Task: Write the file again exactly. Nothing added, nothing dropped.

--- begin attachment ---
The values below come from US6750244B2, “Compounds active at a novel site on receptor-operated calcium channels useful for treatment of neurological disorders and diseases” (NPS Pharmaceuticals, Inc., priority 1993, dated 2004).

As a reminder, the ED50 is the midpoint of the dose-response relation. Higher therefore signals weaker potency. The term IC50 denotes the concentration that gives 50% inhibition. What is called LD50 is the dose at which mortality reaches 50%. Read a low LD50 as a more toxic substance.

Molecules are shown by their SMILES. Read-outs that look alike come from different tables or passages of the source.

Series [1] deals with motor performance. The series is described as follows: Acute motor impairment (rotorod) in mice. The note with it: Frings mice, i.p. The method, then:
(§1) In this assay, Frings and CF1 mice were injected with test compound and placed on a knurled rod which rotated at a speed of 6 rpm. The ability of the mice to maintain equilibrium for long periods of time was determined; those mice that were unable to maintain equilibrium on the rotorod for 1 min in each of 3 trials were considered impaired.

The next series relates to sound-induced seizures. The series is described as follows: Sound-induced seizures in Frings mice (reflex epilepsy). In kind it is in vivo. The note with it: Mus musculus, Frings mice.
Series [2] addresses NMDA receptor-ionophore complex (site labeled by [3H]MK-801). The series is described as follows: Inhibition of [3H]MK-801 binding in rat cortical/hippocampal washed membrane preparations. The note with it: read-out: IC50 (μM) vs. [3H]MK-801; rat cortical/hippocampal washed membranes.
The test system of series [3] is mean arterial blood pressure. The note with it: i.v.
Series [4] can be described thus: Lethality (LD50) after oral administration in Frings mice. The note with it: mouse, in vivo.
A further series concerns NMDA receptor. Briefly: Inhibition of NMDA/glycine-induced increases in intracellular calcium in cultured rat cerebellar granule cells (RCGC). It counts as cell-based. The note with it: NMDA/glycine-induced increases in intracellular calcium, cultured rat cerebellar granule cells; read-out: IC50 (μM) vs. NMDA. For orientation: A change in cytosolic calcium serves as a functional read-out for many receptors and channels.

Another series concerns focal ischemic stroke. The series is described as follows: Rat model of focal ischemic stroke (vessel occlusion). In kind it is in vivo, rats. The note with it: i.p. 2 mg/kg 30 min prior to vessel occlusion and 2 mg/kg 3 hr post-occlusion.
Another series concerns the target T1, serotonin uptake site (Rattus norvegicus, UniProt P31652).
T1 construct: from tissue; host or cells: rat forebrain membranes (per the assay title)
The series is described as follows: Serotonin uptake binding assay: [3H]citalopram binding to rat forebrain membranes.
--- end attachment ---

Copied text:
The values below come from US6750244B2, “Compounds active at a novel site on receptor-operated calcium channels useful for treatment of neurological disorders and diseases” (NPS Pharmaceuticals, Inc., priority 1993, dated 2004).

As a reminder, the ED50 is the midpoint of the dose-response relation. Higher therefore signals weaker potency. The term IC50 denotes the concentration that gives 50% inhibition. What is called LD50 is the dose at which mortality reaches 50%. Read a low LD50 as a more toxic substance.

Molecules are shown by their SMILES. Read-outs that look alike come from different tables or passages of the source.

Series [1] deals with motor performance. The series is described as follows: Acute motor impairment (rotorod) in mice. The note with it: Frings mice, i.p. The method, then:
(§1) In this assay, Frings and CF1 mice were injected with test compound and placed on a knurled rod which rotated at a speed of 6 rpm. The ability of the mice to maintain equilibrium for long periods of time was determined; those mice that were unable to maintain equilibrium on the rotorod for 1 min in each of 3 trials were considered impaired.

The next series relates to sound-induced seizures. The series is described as follows: Sound-induced seizures in Frings mice (reflex epilepsy). In kind it is in vivo. The note with it: Mus musculus, Frings mice.
Series [2] addresses NMDA receptor-ionophore complex (site labeled by [3H]MK-801). The series is described as follows: Inhibition of [3H]MK-801 binding in rat cortical/hippocampal washed membrane preparations. The note with it: read-out: IC50 (μM) vs. [3H]MK-801; rat cortical/hippocampal washed membranes.
The test system of series [3] is mean arterial blood pressure. The note with it: i.v.
Series [4] can be described thus: Lethality (LD50) after oral administration in Frings mice. The note with it: mouse, in vivo.
A further series concerns NMDA receptor. Briefly: Inhibition of NMDA/glycine-induced increases in intracellular calcium in cultured rat cerebellar granule cells (RCGC). It counts as cell-based. The note with it: NMDA/glycine-induced increases in intracellular calcium, cultured rat cerebellar granule cells; read-out: IC50 (μM) vs. NMDA. For orientation: A change in cytosolic calcium serves as a functional read-out for many receptors and channels.

Another series concerns focal ischemic stroke. The series is described as follows: Rat model of focal ischemic stroke (vessel occlusion). In kind it is in vivo, rats. The note with it: i.p. 2 mg/kg 30 min prior to vessel occlusion and 2 mg/kg 3 hr post-occlusion.
Another series concerns the target T1, serotonin uptake site (Rattus norvegicus, UniProt P31652).
T1 construct: from tissue; host or cells: rat forebrain membranes (per the assay title)
The series is described as follows: Serotonin uptake binding assay: [3H]citalopram binding to rat forebrain membranes.